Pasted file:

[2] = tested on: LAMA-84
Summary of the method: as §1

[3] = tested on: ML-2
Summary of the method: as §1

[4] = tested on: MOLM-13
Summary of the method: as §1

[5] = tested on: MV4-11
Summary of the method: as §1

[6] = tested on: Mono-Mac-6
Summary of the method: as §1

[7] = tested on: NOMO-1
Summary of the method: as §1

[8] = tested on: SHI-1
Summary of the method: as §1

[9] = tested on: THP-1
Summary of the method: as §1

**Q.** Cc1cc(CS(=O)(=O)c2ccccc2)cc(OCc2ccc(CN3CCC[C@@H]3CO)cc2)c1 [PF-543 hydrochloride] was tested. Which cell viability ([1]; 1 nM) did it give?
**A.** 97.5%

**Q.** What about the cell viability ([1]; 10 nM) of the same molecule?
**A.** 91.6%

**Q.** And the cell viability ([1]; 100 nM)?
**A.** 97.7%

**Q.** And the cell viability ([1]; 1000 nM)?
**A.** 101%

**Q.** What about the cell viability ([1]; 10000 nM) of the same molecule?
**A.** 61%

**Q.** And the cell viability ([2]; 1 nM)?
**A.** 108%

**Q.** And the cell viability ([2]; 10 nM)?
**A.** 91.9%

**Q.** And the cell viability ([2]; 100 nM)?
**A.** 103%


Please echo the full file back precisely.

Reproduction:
[2] = tested on: LAMA-84
Summary of the method: as §1

[3] = tested on: ML-2
Summary of the method: as §1

[4] = tested on: MOLM-13
Summary of the method: as §1

[5] = tested on: MV4-11
Summary of the method: as §1

[6] = tested on: Mono-Mac-6
Summary of the method: as §1

[7] = tested on: NOMO-1
Summary of the method: as §1

[8] = tested on: SHI-1
Summary of the method: as §1

[9] = tested on: THP-1
Summary of the method: as §1

**Q.** Cc1cc(CS(=O)(=O)c2ccccc2)cc(OCc2ccc(CN3CCC[C@@H]3CO)cc2)c1 [PF-543 hydrochloride] was tested. Which cell viability ([1]; 1 nM) did it give?
**A.** 97.5%

**Q.** What about the cell viability ([1]; 10 nM) of the same molecule?
**A.** 91.6%

**Q.** And the cell viability ([1]; 100 nM)?
**A.** 97.7%

**Q.** And the cell viability ([1]; 1000 nM)?
**A.** 101%

**Q.** What about the cell viability ([1]; 10000 nM) of the same molecule?
**A.** 61%

**Q.** And the cell viability ([2]; 1 nM)?
**A.** 108%

**Q.** And the cell viability ([2]; 10 nM)?
**A.** 91.9%

**Q.** And the cell viability ([2]; 100 nM)?
**A.** 103%